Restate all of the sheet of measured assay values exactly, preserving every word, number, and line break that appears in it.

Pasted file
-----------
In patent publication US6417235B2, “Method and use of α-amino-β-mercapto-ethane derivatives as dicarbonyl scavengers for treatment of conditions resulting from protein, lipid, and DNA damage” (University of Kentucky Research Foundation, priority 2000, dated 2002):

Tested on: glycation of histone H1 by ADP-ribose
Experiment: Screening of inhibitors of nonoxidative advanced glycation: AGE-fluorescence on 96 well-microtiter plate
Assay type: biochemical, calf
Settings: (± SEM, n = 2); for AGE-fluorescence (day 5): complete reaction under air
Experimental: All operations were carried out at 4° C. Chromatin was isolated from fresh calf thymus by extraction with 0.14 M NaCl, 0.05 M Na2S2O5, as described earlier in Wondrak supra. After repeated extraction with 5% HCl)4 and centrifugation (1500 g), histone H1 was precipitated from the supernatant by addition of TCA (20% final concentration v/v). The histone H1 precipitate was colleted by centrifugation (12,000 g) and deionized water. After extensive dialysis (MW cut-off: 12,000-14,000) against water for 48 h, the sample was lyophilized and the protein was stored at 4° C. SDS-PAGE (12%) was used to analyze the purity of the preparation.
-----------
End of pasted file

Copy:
In patent publication US6417235B2, “Method and use of α-amino-β-mercapto-ethane derivatives as dicarbonyl scavengers for treatment of conditions resulting from protein, lipid, and DNA damage” (University of Kentucky Research Foundation, priority 2000, dated 2002):

Tested on: glycation of histone H1 by ADP-ribose
Experiment: Screening of inhibitors of nonoxidative advanced glycation: AGE-fluorescence on 96 well-microtiter plate
Assay type: biochemical, calf
Settings: (± SEM, n = 2); for AGE-fluorescence (day 5): complete reaction under air
Experimental: All operations were carried out at 4° C. Chromatin was isolated from fresh calf thymus by extraction with 0.14 M NaCl, 0.05 M Na2S2O5, as described earlier in Wondrak supra. After repeated extraction with 5% HCl)4 and centrifugation (1500 g), histone H1 was precipitated from the supernatant by addition of TCA (20% final concentration v/v). The histone H1 precipitate was colleted by centrifugation (12,000 g) and deionized water. After extensive dialysis (MW cut-off: 12,000-14,000) against water for 48 h, the sample was lyophilized and the protein was stored at 4° C. SDS-PAGE (12%) was used to analyze the purity of the preparation.